Ordering Recommendation

Use to identify patients who may be at risk for developing Stevens-Johnson syndrome (SJS) or toxic epidermal necrolysis (TEN) prior to treatment with carbamazepine (CBZ). Recommended for patients not currently taking CBZ.

New York DOH Approval Status

This test is New York state approved.

Specimen Required

Patient Preparation

Lavender (EDTA), pink (K 2 EDTA), or yellow (ACD Solution A or B).

Specimen Preparation

Transport 5 mL whole blood. (Min: 3 mL)

Storage/Transport Temperature


Unacceptable Conditions

Specimens collected in green (sodium or lithium heparin).


Ambient: 72 hours; Refrigerated: 1 week; Frozen: Unacceptable


Polymerase Chain Reaction (PCR)
Sequence-Specific Oligonucleotide Probe Hybridization
Massively Parallel Sequencing




3-7 days

Reference Interval

By report

Interpretive Data

Background Information for HLA-B*1502 Genotype, Carbamazepine Hypersensitivity:
Carbamazepine (CBZ) is an aromatic antiepileptic drug, approved for the treatment of epilepsy and trigeminal neuralgia. Rarely, CBZ can induce severe life threatening reactions such as Stevens-Johnson syndrome (SJS) or toxic epidermal necrolysis (TEN). Symptoms usually appear within the first months of treatment, and include skin rash, hives, sores in the mouth, blistering or peeling of the skin, and erosion of the mucous membranes in the respiratory and gastrointestinal tract. The presence of HLA-B*15:02 increases risk for CBZ-induced SJS/TEN in individuals of Asian ancestry. The incidence of CBZ-induced life-threatening reactions such SJS, TEN, or hypersensitivity syndrome (HSS) is 1-10 per 10,000, which can be higher in some Asian countries.
Incidence: HLA-B*15:02 allele frequency varies by ethnicity, with highest incidence in Asians: 10.2 percent in Han Chinese, 10 percent in Taiwanese (18 percent in indigenous Puyuma), greater than 5 percent in the populations of Hong Kong, Thailand, Malaysia, Vietnam, Philippines, India (Khandesh and West Bhil) and Indonesia. Frequency is low in African Americans (0.1-1 percent) and less than 0.1 percent in Caucasians.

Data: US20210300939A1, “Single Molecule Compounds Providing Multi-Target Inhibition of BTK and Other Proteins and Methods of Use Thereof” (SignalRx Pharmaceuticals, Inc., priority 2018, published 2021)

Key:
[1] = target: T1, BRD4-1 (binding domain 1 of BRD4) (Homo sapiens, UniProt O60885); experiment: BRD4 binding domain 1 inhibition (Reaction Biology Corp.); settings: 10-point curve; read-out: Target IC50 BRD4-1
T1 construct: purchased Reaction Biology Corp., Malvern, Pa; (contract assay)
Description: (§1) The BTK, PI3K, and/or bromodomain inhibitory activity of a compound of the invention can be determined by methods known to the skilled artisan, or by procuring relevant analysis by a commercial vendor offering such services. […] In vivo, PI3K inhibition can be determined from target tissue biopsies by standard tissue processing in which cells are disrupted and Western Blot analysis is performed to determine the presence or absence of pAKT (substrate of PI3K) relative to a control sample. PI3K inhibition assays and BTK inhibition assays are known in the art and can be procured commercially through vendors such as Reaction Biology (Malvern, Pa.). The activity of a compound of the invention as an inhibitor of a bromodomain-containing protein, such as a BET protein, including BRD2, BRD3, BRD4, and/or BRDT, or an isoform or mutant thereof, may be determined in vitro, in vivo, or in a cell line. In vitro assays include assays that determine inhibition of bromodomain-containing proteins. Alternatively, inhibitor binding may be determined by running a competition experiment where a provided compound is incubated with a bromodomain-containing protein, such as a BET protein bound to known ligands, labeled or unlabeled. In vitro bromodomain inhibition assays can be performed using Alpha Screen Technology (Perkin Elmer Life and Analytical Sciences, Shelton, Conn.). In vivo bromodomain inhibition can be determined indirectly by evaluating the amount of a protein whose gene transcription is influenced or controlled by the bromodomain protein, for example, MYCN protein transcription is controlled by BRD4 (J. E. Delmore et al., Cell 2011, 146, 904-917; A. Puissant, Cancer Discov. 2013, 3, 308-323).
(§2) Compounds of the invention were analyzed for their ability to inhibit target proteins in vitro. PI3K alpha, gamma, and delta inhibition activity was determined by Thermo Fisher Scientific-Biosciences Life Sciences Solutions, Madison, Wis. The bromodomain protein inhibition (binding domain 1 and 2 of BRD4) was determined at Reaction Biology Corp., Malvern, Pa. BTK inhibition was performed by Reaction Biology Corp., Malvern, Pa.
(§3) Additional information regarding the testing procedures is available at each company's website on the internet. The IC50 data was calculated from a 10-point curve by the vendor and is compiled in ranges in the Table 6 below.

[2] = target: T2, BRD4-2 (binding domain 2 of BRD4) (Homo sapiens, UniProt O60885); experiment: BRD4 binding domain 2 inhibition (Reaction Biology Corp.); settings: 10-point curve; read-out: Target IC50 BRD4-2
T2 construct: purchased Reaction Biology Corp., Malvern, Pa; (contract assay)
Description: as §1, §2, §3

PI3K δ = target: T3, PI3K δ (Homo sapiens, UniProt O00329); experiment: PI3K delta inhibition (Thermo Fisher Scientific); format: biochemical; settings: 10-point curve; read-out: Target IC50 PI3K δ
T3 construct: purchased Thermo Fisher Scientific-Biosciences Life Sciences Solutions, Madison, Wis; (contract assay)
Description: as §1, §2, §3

Cause: In patient of Asian descent, CBZ-induced SJS/TEN is strongly associated with the presence of HLA-B*15:02 allele. The mechanism is immune mediated and involves drug-induced changes in peptide presentation by HLA-B*15:02, which allows for the activation of self-reactive T lymphocytes. Activated immune cells contribute to the cellular death of keratinocytes in the skin, which causes the epidermal destruction and detachment of the skin seen in SJS/TEN.
Alleles tested: HLA-B*15:02 allele. Other members of the HLA B75 serogroup detected by this assay can also be associated with carbamazepine-induced SJS/TEN.
Clinical Sensitivity and Specificity: 80-97 percent and 99 percent, respectively in populations where the HLA-B*15:02 allele is common.
Methodology: PCR followed by Sequence Specific Oligonucleotide Probe Hybridization of HLA-B locus.
Analytical Sensitivity and Specificity: Greater than 99 percent.
Limitations: Copy number of HLA-B*15:02 allele will not be reported.

Test systems were developed and their performance characteristics determined by the H&I laboratory at the University of Utah Health, under the accreditation guidelines from the American Society for Histocompatibility and Immunogenetics (ASHI).

Compliance Category

Performed by non-ARUP Laboratory


Hotline History


CPT Codes



Component Test Code* Component Chart Name LOINC
2012050 HLA-B*15:02
* Component test codes cannot be used to order tests. The information provided here is not sufficient for interface builds; for a complete test mix, please click the sidebar link to access the Interface Map.


  • HLA B*1502, Carbamazepine Sensitivity
  • HLA-B 1502 Genotype, Carbamazepine Hypersensitivity
  • HLA-B*1502 Typing
HLA-B*15:02 Genotyping, Carbamazepine Hypersensitivity